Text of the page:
Bill

Doug
Guest

Bill, can you post the link?

Ed
Guest

Doug: This is the Verducci article. His argument seems to be “Morris was a workhorse and he accepted being a workhorse”. Not buying it myself.

http://sportsillustrated.cnn.com/2012/writers/tom_verducci/11/30/hall-of-fame-jack-morris-craig-biggio-curt-schilling/index.html

Bryan O'Connor
Editor
Compelling piece from Verducci. Thanks for sharing, Ed and Bill. I think this argument hinges on the belief that if two pitchers throw six innings and give up two runs, but one comes out after six and the other throws two more and gives up another run, the latter is more valuable because he didn’t leave the game in the hands of lesser pitchers (relievers). ERA, of course, disagrees, as does a run-based WAR, so we may be selling Morris short by overlooking the value of those extra innings in sparing the bullpen. On the other hand, if two fresh… Read more »
Bill Johnson
Guest

I thought that another point he made was that those highest on Jack were the players who played with and against him as well as the managers that managed him or against him.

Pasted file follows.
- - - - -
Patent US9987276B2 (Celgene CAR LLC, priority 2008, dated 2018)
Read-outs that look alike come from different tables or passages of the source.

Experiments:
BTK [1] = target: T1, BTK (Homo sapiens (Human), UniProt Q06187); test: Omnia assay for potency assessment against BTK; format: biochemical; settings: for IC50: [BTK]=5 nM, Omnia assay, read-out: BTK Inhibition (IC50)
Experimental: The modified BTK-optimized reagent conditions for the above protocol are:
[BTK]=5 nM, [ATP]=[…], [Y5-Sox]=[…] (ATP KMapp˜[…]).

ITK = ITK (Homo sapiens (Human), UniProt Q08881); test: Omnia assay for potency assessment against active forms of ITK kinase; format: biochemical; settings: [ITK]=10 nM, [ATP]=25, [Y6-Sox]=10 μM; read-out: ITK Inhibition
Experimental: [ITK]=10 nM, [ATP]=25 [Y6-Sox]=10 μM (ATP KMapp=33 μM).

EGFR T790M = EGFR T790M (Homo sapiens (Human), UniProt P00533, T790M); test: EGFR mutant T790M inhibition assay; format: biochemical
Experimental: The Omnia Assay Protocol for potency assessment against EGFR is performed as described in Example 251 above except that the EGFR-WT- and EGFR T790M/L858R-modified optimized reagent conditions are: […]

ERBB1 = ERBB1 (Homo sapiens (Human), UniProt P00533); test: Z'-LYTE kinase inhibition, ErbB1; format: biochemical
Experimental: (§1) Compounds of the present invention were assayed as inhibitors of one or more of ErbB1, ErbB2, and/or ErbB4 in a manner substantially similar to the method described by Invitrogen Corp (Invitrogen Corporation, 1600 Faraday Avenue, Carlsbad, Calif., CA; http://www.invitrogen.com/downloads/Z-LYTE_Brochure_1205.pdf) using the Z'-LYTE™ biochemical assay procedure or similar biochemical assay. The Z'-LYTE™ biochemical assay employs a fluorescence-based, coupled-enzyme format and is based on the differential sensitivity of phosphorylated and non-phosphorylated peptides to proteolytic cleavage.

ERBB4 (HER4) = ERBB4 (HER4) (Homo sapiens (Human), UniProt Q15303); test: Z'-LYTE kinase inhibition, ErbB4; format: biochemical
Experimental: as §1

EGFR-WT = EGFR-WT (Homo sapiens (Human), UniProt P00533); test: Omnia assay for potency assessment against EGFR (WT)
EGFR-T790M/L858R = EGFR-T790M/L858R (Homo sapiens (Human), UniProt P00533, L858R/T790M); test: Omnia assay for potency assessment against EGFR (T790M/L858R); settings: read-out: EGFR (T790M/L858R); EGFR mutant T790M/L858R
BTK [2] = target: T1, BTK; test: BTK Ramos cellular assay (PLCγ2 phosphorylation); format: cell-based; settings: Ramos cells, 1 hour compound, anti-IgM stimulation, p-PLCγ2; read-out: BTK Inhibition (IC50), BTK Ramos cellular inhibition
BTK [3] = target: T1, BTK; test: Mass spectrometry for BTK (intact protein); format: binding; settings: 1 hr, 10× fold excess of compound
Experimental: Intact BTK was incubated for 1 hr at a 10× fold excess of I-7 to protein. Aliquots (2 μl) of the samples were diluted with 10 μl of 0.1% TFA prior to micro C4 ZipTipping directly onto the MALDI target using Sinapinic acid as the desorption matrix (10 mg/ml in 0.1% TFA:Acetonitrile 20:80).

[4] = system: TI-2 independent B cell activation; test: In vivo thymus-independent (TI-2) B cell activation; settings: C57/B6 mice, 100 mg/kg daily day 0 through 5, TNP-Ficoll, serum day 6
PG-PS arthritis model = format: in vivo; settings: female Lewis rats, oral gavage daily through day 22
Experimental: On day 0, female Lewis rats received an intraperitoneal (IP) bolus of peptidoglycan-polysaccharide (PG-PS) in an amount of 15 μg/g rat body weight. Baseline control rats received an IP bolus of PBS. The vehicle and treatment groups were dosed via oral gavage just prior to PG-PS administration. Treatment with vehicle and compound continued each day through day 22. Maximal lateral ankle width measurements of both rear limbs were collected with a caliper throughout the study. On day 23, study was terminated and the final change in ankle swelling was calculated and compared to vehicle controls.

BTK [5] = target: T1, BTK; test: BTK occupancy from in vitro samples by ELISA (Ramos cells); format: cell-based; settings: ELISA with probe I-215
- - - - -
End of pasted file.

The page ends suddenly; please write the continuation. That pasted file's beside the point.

The going deep into games trait should be considered not just in the impact of his own games i.e. comparing the potential 7th and 8th inning relievers to what he did, but also in their increased availability/rest/strength for the games pitched by the other starters.

Ed
Guest
Bill – You’re right that Verducci makes that point re: players or managers valuing Morris However, I’ll offer two counterpoints: 1) How do we know what Verducci says is accurate? He’s offering his recollection of events that happened 20-30 years ago and we all know how faulty memory is. Even if his recall is accurate, it’s doubtful the information he gathered is in any way scientifically valid. 2) Managers and players value lots of different players for lots of different reasons. That doesn’t mean they’re hall of famers. What I find compelling is this….when Morris first because eligible for the… Read more »